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Warning Signs Of A Heart Attack

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Warning Signs Of A Heart Attack

Woman holding her chest while walking

This article was originally published by the American Heart Association.

Catch the signs early

Don’t wait to get help if you experience any of these heart attack warning signs. Some heart attacks are sudden and intense. But most start slowly, with mild pain or discomfort. Pay attention to your body and call 911 if you experience:

  • Chest discomfort. Most heart attacks involve discomfort in the center of the chest that lasts more than a few minutes – or it may go away and then return. It can feel like uncomfortable pressure, squeezing, fullness or pain.

  • Discomfort in other areas of the upper body. Symptoms can include pain or discomfort in one or both arms, the back, neck, jaw or stomach.

  • Shortness of breath. This can occur with or without chest discomfort.

  • Other signs. Other possible signs include breaking out in a cold sweat, nausea or lightheadedness.

Common  Heart Attack warning signs infographic

Download the common heart attack warning signs infographic (JPEG) | (PDF)

Symptoms vary between men and women

As with men, women’s most common heart attack symptom is chest pain (angina) or discomfort. But women are somewhat more likely than men to experience some of the other common symptoms, particularly shortness of breath, nausea/vomiting, and back or jaw pain.

Don’t hesitate to call 911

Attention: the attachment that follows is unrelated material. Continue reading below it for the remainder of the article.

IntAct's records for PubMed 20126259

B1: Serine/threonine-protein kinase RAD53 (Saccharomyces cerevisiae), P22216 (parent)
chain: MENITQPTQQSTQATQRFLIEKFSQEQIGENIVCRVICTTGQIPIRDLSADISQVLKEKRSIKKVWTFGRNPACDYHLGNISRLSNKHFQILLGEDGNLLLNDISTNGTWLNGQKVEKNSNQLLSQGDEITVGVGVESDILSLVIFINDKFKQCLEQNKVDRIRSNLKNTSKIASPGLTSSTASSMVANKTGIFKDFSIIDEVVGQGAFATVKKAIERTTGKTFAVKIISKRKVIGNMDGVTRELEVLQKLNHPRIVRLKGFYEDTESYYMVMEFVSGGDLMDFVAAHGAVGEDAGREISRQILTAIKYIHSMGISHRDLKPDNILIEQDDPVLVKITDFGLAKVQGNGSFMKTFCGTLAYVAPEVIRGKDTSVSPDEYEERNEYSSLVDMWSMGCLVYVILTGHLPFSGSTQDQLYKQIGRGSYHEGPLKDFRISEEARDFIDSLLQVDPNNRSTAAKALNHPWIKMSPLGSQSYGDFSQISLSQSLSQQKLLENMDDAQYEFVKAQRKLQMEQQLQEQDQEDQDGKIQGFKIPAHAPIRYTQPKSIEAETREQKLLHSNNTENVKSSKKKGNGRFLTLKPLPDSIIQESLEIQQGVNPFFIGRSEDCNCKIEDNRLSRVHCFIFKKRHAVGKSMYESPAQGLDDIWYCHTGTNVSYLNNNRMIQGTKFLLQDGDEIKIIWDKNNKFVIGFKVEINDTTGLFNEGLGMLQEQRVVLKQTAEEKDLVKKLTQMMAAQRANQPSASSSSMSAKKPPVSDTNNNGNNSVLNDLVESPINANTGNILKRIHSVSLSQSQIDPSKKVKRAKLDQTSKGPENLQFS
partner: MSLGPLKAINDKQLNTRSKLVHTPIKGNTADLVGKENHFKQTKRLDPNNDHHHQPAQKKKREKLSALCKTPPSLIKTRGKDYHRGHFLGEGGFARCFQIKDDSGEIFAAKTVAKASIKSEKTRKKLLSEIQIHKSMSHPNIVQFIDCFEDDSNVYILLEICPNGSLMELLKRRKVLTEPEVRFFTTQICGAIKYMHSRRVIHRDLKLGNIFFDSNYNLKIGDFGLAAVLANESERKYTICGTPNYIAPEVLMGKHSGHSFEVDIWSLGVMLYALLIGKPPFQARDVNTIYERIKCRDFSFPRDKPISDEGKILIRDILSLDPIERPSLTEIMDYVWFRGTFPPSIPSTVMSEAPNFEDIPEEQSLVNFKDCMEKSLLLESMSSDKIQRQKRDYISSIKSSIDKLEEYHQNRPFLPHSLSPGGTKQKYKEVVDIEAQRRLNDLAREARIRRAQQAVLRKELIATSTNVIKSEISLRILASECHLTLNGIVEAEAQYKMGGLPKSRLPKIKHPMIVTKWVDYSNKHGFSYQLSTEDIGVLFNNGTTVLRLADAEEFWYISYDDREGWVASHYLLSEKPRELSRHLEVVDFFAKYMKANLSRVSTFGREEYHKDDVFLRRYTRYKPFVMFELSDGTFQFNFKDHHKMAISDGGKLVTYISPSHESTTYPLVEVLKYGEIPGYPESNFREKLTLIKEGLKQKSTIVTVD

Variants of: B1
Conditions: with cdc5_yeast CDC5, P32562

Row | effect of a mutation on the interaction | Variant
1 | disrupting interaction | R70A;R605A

heart attack

Learn the signs for heart attack, and remember: Even if you’re not sure it’s a heart attack, have it checked out.

Minutes matter. Fast action can save lives - maybe your own.

Call 911 if you experience heart attack warning signs. Calling 911 is almost always the fastest way to get lifesaving treatment.

An emergency medical services (EMS) team can begin treatment when they arrive – up to an hour sooner than if someone gets to the hospital by car. EMS staff are also trained to revive someone whose heart has stopped. Patients with chest pain who arrive by ambulance usually receive faster treatment at the hospital, too.

For many reasons, it’s best to call 911 so that an experienced EMS team can begin treatment and arrange rapid transport to the emergency room.

CCH is open, safe and ready to see you.

With almost 80 physicians, physician assistants, and nurse practitioners in nearly 20 specialties, CCH is committed to your wellbeing right here at home. If you have been putting off a visit to your doctor for a regular checkup, contact them; they can help weigh your personal healthcare risk and avoid further delayed diagnoses.

Visit www.cchwyo.org/findadoc to find your provider or clinic.

  • Category: Campbell County Medical Group Cardiology